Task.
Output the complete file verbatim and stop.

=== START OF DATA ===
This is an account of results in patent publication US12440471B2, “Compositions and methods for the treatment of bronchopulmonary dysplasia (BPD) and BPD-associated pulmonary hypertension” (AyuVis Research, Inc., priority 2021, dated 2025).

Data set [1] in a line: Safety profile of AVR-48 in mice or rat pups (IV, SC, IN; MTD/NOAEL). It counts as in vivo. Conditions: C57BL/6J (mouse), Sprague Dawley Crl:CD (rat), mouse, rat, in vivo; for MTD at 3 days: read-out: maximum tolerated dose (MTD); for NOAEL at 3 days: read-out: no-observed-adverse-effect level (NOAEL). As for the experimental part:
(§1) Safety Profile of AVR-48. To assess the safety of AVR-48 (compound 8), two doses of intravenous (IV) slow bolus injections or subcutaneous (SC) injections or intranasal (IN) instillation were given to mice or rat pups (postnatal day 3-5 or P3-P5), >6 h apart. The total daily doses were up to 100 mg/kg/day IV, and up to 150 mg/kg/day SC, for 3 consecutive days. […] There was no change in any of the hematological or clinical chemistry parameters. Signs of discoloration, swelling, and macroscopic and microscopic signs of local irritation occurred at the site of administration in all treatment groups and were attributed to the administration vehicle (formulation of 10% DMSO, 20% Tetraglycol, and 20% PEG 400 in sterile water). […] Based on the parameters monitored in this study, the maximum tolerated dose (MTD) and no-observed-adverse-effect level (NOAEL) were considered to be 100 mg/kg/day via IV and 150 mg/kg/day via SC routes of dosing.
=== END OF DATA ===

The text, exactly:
This is an account of results in patent publication US12440471B2, “Compositions and methods for the treatment of bronchopulmonary dysplasia (BPD) and BPD-associated pulmonary hypertension” (AyuVis Research, Inc., priority 2021, dated 2025).

Data set [1] in a line: Safety profile of AVR-48 in mice or rat pups (IV, SC, IN; MTD/NOAEL). It counts as in vivo. Conditions: C57BL/6J (mouse), Sprague Dawley Crl:CD (rat), mouse, rat, in vivo; for MTD at 3 days: read-out: maximum tolerated dose (MTD); for NOAEL at 3 days: read-out: no-observed-adverse-effect level (NOAEL). As for the experimental part:
(§1) Safety Profile of AVR-48. To assess the safety of AVR-48 (compound 8), two doses of intravenous (IV) slow bolus injections or subcutaneous (SC) injections or intranasal (IN) instillation were given to mice or rat pups (postnatal day 3-5 or P3-P5), >6 h apart. The total daily doses were up to 100 mg/kg/day IV, and up to 150 mg/kg/day SC, for 3 consecutive days. […] There was no change in any of the hematological or clinical chemistry parameters. Signs of discoloration, swelling, and macroscopic and microscopic signs of local irritation occurred at the site of administration in all treatment groups and were attributed to the administration vehicle (formulation of 10% DMSO, 20% Tetraglycol, and 20% PEG 400 in sterile water). […] Based on the parameters monitored in this study, the maximum tolerated dose (MTD) and no-observed-adverse-effect level (NOAEL) were considered to be 100 mg/kg/day via IV and 150 mg/kg/day via SC routes of dosing.